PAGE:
I know I’ve made some very poor decisions recently,

but I can give you my complete assurance that my work will be back to normal.

HAL 9000 – 2001 A Space Odyssey

Microchips for dogs and cats is nothing new.  Our fluffy friends have been receiving microchips for more than 30 years, resulting in happy reunifications of owners and lost pets.  The latest trend in microchipping moves beyond cats and dogs and on to the workplace—not because employees are getting lost but as a means to assess productivity and track efficiency, among other things.

In January 2015, the Swedish conglomerate Epicenter started offering employees implanted microchips in their hands that would permit them to open doors, log on to computers, or buy food and drinks. The Wisconsin company Three Square Market began voluntarily chipping employees in 2017, with roughly a third of the employees chipped by August 2018.

Since the United States has a history of striving to protect individual privacy rights, do these employee microchips have a viable future in the workplace?  Twenty states currently have laws concerning the use of microchips but only a handful of those laws directly address the employment context.  California Civil Code section 52.7 expressly prohibits a person, which includes business entities, from “requiring, coercing, or compelling” an individual to undergo subcutaneous implanting of an identification device.  The statute further forbids “the conditioning of any private or public benefit or care on consent to implantation, including employment, promotion, or other employment benefit.”  California law does not stop employers from asking employees to consent to microchipping, but the law also does not establish any particular guidelines for microchipping employees.

In 2019, Arkansas introduced legislation that specifically addresses the use of microchips in the employment context by outlining legal parameters for microchipping.  The legislation seeks to strike a balance between employee privacy and the value of microchips to employers.  The employee must give written consent to implanting the microchip and the employer must disclose all the information that it collects, among other requirements.  Importantly, the microchip cannot be a condition of employment.  The employer also must permit and pay for removal of the microchip upon the employee’s request.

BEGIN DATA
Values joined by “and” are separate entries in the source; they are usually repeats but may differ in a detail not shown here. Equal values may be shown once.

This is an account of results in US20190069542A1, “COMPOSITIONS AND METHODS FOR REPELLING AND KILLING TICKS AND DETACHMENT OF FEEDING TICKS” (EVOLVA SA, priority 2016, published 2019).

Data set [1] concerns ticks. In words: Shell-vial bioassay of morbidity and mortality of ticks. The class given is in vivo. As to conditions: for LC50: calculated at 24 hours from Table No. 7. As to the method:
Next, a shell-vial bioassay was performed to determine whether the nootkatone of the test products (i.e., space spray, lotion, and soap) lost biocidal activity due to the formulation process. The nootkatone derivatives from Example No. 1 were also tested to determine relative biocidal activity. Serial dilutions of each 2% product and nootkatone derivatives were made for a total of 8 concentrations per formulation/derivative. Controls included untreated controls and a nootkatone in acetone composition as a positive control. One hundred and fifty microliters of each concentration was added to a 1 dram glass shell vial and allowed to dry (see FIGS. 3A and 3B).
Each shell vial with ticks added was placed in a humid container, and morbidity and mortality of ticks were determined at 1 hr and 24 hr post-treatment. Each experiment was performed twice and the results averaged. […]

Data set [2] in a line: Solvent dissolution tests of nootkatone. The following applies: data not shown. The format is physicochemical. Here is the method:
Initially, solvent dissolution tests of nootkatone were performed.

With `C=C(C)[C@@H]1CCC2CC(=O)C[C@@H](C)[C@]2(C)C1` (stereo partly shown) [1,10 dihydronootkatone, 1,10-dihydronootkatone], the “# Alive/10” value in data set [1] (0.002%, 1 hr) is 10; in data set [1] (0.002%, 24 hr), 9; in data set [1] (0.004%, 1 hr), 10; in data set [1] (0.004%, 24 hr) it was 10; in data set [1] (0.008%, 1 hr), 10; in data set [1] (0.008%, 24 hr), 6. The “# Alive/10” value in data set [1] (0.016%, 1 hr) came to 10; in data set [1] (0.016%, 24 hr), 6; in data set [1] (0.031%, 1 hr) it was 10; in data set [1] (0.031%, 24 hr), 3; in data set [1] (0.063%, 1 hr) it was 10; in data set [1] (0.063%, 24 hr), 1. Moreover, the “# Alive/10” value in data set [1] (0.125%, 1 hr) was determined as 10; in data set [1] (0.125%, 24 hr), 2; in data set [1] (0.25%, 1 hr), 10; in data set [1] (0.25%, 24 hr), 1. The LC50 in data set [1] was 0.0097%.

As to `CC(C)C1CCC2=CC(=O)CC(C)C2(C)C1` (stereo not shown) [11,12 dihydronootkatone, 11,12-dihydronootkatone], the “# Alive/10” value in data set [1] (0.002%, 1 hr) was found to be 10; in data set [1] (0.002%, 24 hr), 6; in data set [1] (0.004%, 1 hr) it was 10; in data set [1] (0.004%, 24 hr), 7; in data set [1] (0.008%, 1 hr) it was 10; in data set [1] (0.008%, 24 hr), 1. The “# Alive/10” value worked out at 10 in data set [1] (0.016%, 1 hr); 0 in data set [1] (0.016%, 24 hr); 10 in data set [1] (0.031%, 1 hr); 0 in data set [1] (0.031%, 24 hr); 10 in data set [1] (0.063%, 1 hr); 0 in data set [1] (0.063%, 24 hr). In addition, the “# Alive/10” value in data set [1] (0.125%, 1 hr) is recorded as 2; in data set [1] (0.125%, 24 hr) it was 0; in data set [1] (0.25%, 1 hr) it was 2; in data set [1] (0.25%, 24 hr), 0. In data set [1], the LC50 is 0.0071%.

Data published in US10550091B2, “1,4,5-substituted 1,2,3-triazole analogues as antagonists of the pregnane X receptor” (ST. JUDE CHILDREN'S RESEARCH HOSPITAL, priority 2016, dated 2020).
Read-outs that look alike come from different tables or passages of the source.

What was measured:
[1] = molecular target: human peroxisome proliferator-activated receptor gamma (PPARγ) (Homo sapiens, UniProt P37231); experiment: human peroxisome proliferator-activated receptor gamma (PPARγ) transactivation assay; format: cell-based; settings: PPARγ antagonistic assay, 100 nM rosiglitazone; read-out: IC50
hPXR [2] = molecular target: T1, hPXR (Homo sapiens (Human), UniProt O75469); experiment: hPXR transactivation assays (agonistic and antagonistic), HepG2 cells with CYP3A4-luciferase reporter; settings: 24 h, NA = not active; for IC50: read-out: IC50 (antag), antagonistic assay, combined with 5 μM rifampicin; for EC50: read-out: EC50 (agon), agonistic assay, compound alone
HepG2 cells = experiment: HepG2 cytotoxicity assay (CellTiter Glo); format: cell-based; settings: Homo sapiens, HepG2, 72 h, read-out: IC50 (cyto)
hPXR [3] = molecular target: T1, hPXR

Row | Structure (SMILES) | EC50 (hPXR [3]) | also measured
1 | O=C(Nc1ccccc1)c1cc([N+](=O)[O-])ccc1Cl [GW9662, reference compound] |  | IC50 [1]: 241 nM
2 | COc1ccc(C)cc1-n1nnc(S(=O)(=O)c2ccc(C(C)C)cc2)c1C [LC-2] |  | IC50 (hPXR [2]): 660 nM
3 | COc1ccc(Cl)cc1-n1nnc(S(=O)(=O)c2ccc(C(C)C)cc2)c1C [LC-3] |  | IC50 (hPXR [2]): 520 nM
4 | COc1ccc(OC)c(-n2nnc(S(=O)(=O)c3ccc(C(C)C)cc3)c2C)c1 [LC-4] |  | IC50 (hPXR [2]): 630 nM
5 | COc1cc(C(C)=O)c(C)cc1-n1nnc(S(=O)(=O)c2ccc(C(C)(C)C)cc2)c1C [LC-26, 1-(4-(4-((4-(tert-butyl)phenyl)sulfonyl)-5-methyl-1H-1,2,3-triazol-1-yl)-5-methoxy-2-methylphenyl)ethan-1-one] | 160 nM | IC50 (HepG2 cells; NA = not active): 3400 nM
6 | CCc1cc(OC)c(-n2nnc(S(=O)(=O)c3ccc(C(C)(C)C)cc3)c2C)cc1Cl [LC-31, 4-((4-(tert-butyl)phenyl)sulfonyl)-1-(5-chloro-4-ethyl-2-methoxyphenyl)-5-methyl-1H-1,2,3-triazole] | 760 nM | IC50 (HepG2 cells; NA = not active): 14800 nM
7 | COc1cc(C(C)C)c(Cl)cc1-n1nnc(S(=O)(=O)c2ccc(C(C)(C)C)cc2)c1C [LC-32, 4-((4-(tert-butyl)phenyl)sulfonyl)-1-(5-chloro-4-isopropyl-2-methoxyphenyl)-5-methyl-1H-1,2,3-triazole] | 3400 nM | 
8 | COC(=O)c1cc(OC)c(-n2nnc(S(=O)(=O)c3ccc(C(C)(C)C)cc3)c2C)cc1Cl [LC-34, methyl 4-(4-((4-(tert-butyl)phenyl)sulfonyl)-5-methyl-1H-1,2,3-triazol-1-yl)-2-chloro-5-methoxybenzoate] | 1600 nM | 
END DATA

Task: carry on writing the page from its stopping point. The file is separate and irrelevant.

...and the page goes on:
While employees may recoil at the thought of being monitored through microchips, employers could reap notable benefits, such as assessing workplace efficiency and effectiveness.  Employers often use card swipe data in a variety of matters, such as monitoring employee entry and exit times from buildings.  This information often assists employers in disciplinary matters. Employee access card information, however, can be unreliable.  Employees easily could find ways to enter buildings without swiping a card, or could enter or exit with a group of people, without having to swipe their own card.  The microchip, however, offers greater and more consistent data collection.

With the rise of microchipping employees in Europe and advancements in technology, other states may follow Arkansas’ lead by creating specific employment laws to govern employee microchipping.  For the 2019/2020 California legislative term, the only microchip legislation introduced so far relates to dogs, cats and horses.  Despite California having one of the stronger laws on microchipping humans, future legislation may be likely if the employee microchip trend gains more interest from employers.  Without legal parameters in place, employers could develop their own policies and procedures for microchipping but should exercise caution to avoid violating existing law, as well as the appearance of coercion or retaliation.